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On the Polarization of the Atmosphere.' Pp. 444-454 in: The London, Edinburgh, and Dublin Philosophical Magazine and Journal of Science, Vol. 31, No. 210, December 1847, Third Series.

BREWSTER, David (1781-1868):

Published by London: Richard & John E. Taylor, 1847., 1847
Condition: Fine Soft cover
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First Edition. Entire issue offered, pp. 401-480. Original printed wrappers, uncut. Near Fine. 'Rayleigh's explanation of the polarization of clear-sky daylight, in terms of dipole radiation singly scattered by air molecules, would predict that light is unpolarized in the direction of the Sun or anti-Sun (anti-solar point), whichever is above the horizon. But observations had already demonstrated the existence of three unpolarized directions: above the Sun (the Babinet point), below the Sun (the Brewster point [3]) and above the anti-Sun (the Arago point), and hinted at a fourth point below the anti-Sun (the second Brewster point [4]). . . . Brewster's model fails - as he was aware [3] - by predicting maxima on the horizon, at the two points 90° from the singularities. In fact, there seem to be no polarization maxima on the horizon, the probable reason being depolarization from the strong multiple scattering near the horizon. . . . Brewster's intuition is doubly remarkable: his emphasis was on the intensity of sky polarization rather than on the direction, and he never accepted the wave picture of light that underlies both the crystal and the sky phenomena' (M. V. Berry, M. R. Dennis & R. L. Lee, Jr., 'Polarization singularities in the clear sky', New J. Phys. 6, 2004, 162; the ref. [3] is the paper offered here, [4] is one he published in 1863 in the Trans. R. Soc. Edinb.). For more on Brewster, see D.S.B. II: 451-4). This issue also contains: Michael FARADAY (1791-1867), 'On the Diamagnetic conditions of Flame and Gases' (pp. 401-421). 'My 3d paper was to contain a large series of Observations on the polarisation of the sky . . . These researches, of which the above is a very meagre notice, appear to me the most important in which I have ever been engaged; and knowing my results to be entirely original, I can scarcely describe to you the collapse of all my faculties which the reception of my first paper has produced, and the indifference to the further prosecution of the subject which it has occasioned' (Letter of 7 August 1841, from Brewster to William Henry Fox Talbot). 'According to Coulson (p. 242), 'more attention has been paid to the measurement of the positions of the Arago, Babinet, and Brewster points than to any other feature of skylight polarization' ' (Gabor Horvath, Balazs Bernath, Bence Suhai, & Andras Barta, 'First observation of the fourth neutral polarization point in the atmosphere', Vol. 19, No. 10/October 2002/J. Opt. Soc. Am. A; Coulson = K. L. Coulson, Polarization and Intensity of Light in the Atmosphere, A. Deepak, Hampton, Virginia, 1988). This issue also contains SYLVESTER, James Joseph, 'On the General Solution (in certain cases) of the equation' (pp. 467-471); For this paper by Sylvester, see Tatiana Lavrinenko, 'Solving an indeterminate third degree equation in rational numbers: Sylvester and Lucas' (Revue d'histoire des mathématiques 8, fascicule 1, 2002, pp. 67-111). For Sylvester, also see John D. North's article in D.S.B. XIII, pp. 216-222. Bookseller Inventory # 16575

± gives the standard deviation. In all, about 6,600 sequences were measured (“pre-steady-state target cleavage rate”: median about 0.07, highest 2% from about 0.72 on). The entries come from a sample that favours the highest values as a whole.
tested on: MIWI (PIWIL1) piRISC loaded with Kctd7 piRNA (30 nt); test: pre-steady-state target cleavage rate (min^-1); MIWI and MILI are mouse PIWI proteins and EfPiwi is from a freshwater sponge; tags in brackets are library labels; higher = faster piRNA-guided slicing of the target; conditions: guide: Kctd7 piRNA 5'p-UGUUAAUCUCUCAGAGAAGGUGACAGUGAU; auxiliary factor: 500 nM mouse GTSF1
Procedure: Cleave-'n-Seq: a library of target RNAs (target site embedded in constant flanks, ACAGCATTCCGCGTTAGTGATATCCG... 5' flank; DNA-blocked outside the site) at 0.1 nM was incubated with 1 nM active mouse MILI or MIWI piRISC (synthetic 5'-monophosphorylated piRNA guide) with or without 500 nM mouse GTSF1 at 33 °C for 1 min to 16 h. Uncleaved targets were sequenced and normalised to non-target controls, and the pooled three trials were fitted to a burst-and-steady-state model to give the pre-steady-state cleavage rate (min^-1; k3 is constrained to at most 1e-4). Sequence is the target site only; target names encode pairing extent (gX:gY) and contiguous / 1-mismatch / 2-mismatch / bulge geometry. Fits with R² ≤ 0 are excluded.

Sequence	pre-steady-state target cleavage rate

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Title: On the Polarization of the Atmosphere.' Pp. ...

Publisher: London: Richard & John E. Taylor, 1847.

Publication Date: 1847

Binding: Soft cover

Book Condition:Fine

Dust Jacket Condition: No Jacket

Edition: 1st Edition

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